SALT LAKE CITY -- A progressive political group is claiming Utah Attorney General John Swallow violated state election law.
The Alliance for a Better Utah filed a complaint with the Utah lieutenant governor's office saying Swallow failed to report several business interests on his campaign disclosures.
Swallow's campaign consultant immediately attacked Thursday's complaint, saying it mixed up two businesses - Timberline Drilling and the Vital Ground Foundation - registered by another man named John Swallow and not the attorney general.
The consultant, Jason Powers, said the Alliance for a Better Utah was careless with research and that its complaint is without merit.
The complaint alleges Swallow hid $23,500 in business income from campaign disclosures. That money is at the center of bribery allegations made by a Utah businessman who faces 85 charges of Internet fraud.
Jeremy Johnson has said he enlisted Swallow to help make a federal investigation go away. By his account, Swallow hooked him up with a paycheck-loan operator who was supposed to hire lobbyists or arrange a bribe.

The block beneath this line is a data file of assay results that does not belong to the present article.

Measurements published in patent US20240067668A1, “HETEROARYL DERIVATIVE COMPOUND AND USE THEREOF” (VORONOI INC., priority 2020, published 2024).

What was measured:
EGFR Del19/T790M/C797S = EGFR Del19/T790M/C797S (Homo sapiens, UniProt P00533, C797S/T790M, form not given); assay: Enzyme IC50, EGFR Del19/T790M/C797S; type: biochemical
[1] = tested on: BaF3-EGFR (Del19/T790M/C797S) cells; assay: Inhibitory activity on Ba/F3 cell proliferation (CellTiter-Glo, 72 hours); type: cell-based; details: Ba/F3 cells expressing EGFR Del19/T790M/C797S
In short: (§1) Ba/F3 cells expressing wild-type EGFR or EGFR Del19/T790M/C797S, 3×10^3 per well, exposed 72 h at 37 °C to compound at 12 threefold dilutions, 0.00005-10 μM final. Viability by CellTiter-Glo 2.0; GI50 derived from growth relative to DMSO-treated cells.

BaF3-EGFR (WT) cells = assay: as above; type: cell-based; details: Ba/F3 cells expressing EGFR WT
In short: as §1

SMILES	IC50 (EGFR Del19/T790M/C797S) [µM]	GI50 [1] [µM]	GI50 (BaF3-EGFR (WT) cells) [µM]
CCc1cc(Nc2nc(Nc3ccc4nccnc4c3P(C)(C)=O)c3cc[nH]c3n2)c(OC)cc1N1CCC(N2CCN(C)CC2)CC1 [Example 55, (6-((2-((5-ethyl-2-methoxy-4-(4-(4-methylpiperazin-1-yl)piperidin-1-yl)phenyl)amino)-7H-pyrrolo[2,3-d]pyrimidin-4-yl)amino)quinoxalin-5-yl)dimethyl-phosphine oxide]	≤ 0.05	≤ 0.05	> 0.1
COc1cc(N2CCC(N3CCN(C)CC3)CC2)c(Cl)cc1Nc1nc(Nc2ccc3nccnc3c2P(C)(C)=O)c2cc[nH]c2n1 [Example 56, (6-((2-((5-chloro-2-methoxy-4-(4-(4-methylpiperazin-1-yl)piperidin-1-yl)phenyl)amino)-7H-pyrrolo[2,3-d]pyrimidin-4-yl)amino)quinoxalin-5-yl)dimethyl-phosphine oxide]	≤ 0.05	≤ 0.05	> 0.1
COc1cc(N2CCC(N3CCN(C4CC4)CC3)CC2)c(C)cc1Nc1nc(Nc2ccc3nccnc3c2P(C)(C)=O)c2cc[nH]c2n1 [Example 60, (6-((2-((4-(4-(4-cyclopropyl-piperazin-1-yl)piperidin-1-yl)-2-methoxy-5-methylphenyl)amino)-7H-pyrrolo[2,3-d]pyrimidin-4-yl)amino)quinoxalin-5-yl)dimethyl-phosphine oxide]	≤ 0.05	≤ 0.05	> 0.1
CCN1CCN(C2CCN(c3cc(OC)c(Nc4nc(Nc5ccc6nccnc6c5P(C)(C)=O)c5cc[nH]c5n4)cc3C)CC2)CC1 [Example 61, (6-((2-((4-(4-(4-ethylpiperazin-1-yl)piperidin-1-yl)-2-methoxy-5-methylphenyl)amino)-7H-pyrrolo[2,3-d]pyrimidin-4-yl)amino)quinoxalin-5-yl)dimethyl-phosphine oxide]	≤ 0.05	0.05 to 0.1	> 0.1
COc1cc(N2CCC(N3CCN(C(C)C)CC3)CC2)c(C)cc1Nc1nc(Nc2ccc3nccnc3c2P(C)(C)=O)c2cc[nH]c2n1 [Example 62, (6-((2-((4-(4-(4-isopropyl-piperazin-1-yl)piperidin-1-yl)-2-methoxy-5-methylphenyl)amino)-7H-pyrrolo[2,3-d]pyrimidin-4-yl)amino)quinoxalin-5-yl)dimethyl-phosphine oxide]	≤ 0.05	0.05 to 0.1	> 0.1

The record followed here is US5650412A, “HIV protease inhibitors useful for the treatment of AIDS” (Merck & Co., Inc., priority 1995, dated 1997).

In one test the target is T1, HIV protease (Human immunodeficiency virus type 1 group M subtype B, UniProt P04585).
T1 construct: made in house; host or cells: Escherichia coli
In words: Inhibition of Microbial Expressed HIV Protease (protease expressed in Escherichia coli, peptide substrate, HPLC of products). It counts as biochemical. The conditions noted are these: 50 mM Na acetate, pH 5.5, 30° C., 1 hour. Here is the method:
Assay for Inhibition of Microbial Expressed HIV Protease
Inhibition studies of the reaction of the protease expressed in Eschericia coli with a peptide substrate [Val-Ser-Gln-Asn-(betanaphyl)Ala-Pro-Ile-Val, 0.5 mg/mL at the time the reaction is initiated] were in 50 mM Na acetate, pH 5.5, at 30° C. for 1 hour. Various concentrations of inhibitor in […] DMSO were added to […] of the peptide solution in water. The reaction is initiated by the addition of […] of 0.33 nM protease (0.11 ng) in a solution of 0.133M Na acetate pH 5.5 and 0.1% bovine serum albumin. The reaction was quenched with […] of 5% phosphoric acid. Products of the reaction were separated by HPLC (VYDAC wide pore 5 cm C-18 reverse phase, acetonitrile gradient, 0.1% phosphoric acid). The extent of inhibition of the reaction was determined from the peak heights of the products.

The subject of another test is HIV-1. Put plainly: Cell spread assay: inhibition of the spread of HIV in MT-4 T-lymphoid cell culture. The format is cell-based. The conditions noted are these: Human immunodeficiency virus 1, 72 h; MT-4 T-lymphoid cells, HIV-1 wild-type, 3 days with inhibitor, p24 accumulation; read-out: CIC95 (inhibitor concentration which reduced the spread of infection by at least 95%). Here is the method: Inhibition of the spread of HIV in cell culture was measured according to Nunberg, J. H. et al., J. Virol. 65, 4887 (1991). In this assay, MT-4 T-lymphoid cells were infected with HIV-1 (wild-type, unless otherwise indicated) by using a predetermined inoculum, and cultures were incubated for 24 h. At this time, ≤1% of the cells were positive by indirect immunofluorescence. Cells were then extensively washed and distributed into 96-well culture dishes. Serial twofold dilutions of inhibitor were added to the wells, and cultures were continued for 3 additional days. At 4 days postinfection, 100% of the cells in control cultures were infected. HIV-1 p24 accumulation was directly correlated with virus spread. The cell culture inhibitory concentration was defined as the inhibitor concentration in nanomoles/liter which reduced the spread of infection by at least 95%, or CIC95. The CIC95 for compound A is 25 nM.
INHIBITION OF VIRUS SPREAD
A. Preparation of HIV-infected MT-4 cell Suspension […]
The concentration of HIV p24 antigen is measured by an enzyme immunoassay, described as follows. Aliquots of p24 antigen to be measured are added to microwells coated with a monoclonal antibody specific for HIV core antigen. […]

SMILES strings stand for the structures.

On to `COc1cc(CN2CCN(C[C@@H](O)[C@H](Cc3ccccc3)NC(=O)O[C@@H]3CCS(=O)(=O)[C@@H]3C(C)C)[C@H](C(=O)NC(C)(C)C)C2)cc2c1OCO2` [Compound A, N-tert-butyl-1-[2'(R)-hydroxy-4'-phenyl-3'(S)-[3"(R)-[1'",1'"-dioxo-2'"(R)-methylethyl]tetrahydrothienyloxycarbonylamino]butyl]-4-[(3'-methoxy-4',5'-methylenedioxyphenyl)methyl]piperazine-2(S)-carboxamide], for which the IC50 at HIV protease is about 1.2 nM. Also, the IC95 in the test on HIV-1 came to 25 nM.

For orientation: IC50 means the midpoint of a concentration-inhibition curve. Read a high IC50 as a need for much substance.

Johnson said he and a business partner paid Check City founder Richard Rawle $250,000, but the payment did nothing to help his cause and that Swallow ended up with a piece of the money.
Swallow acknowledges he was paid $23,500 by Rawle but insists it had nothing to do with a bribe. Swallow said he did consulting work for Rawle on a Nevada limestone quarry.
Rawle died Dec. 8 of cancer.
The U.S. Attorney's Office in Salt Lake City says it's investigating Johnson's allegations.
Utah Democrats have called on Gov. Gary Herbert to appoint a special investigator to determine whether Swallow violated any state laws.